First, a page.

Zarah Mokhlis rarely buys vegetables anymore. That’s because, since the pandemic, she and her family have been growing their own vegetables and harvesting them for their meals.
Before cooking, all the 44-year-old mother of three needs to do is to step out into her garden and survey what’s ready for harvesting.
Zarah has about 12 types of vegetables growing in her garden – from leafy greens like sawi (green mustard), kangkung (water convolvulus) and winged beans to Japanese cucumber, lettuce and okra. She even has herbs like coriander, mint and kaffir lime thriving in planter boxes.
“We have been planting vegetables in our garden since the (first) movement control order (in 2020). I plant whatever that grows in abundance. These days, I only buy imported vegetables like celery, broccoli and cauliflower,” says the homemaker.
Zarah and her family live in a corner-lot terrace house in Bandar Menjalara, Kepong in Kuala Lumpur.
The garden isn’t big, measuring 3m x 21m, but Zarah and her husband, engineer Ahmad Fairoz Zainudin 45, have utilised the limited garden space to grow quite a range of herbs, vegetables and gourds for their family’s consumption. After all, it’s nice to be able to eat a variety of produce.
One of the current highlights in their garden is a plump watermelon that’s growing in a “hammock” made from raffia string.
They reuse empty mineral water bottles to plant chillies and aubergines. Kangkung flourishes in planter boxes neatly arranged by the fence. Ahmad has also erected a few trellises for creeper plants like winged beans, Japanese cucumber and bitter melon.
In March, Malaysia’s inflation rate – as measured by the consumer price index (CPI) – increased 2.2% from last year, according to the Department of Statistics Malaysia. Continuous rainfall across the country has also reduced crop yield and has caused a 20-30% dip in the supply of vegetables, according to news reports.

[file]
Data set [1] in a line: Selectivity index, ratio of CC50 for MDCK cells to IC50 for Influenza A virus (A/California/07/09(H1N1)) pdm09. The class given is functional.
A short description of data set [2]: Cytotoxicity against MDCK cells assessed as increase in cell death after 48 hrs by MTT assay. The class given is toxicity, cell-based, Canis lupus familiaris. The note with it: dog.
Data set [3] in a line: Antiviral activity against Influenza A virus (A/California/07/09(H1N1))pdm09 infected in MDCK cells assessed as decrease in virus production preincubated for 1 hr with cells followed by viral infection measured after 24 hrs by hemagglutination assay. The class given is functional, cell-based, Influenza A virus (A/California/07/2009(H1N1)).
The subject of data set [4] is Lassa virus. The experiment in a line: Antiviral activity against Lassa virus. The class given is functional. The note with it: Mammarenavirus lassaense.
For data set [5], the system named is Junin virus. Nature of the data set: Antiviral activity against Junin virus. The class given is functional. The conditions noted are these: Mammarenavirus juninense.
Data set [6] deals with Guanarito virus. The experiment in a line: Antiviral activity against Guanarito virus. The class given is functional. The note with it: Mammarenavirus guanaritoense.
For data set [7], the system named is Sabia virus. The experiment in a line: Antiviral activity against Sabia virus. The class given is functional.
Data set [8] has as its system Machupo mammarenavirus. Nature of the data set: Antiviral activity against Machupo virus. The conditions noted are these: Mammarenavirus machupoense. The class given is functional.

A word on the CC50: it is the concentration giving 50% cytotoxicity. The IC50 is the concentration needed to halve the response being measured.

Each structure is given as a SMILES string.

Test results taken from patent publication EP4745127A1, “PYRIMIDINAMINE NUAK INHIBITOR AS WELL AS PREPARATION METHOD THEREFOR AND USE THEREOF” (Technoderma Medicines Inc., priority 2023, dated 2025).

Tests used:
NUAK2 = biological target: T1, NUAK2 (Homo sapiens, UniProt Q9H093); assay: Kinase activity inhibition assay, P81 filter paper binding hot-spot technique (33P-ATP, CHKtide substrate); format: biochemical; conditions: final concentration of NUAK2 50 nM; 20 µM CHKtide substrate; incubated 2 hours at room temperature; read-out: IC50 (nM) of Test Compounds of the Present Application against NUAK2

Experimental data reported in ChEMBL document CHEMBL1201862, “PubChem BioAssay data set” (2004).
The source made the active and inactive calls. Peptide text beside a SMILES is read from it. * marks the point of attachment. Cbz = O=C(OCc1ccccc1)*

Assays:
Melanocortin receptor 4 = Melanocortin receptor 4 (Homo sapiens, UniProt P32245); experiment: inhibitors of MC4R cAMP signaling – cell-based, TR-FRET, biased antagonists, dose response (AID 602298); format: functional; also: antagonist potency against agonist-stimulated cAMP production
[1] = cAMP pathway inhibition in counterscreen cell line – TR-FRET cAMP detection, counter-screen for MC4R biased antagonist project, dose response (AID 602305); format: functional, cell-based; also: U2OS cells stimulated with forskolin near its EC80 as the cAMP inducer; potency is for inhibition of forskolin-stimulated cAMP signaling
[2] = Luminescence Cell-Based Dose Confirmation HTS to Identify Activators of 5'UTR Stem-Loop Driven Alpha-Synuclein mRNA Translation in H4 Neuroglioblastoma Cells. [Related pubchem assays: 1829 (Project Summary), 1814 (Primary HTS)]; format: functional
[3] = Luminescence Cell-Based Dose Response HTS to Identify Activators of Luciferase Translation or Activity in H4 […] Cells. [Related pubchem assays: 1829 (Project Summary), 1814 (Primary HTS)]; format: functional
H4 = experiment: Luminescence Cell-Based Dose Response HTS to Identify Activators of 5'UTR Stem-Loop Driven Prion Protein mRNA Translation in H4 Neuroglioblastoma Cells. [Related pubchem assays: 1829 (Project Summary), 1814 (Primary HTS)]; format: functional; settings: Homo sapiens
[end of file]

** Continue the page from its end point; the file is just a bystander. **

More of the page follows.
Zarah too is feeling the inflation in food prices and is trying to stretch her ringgit as best as she can. By planting greens in her garden, she is not only moving towards a more sustainable lifestyle but is also spending less for her groceries.
She’s grateful that she has space in her landed property to plant various types of greens.
She’s not the only one. Increasingly, since the pandemic, even those living in apartments have started cultivating leafy vegetables in pots and glass jars in their living rooms, kitchens, or balconies.
What’s more important, Zarah says, is that her family is consuming fresh crops that are free from chemicals.
“My monthly vegetable bills have dropped significantly, about 50%. I only spend about RM30 a month on imported vegetables. I encourage my children to eat vegetables from our garden that we grow ourselves as they are nutritious, fresh and minus pesticides.”
Green thumb family
Zarah was never interested in gardening... till the pandemic struck. Like many people, she assumed she didn’t have green fingers.
“When we moved into this neighbourhood in 2006, we didn’t plant anything in our garden except for two palm trees. Gardening seemed difficult and I never thought it was my cup of tea,” Zarah explains.
But things changed during the movement control order. With extra time on her hands during the stay-at-home period, Zarah and Ahmad decided to get to know the people involved in their neighbourhood community garden.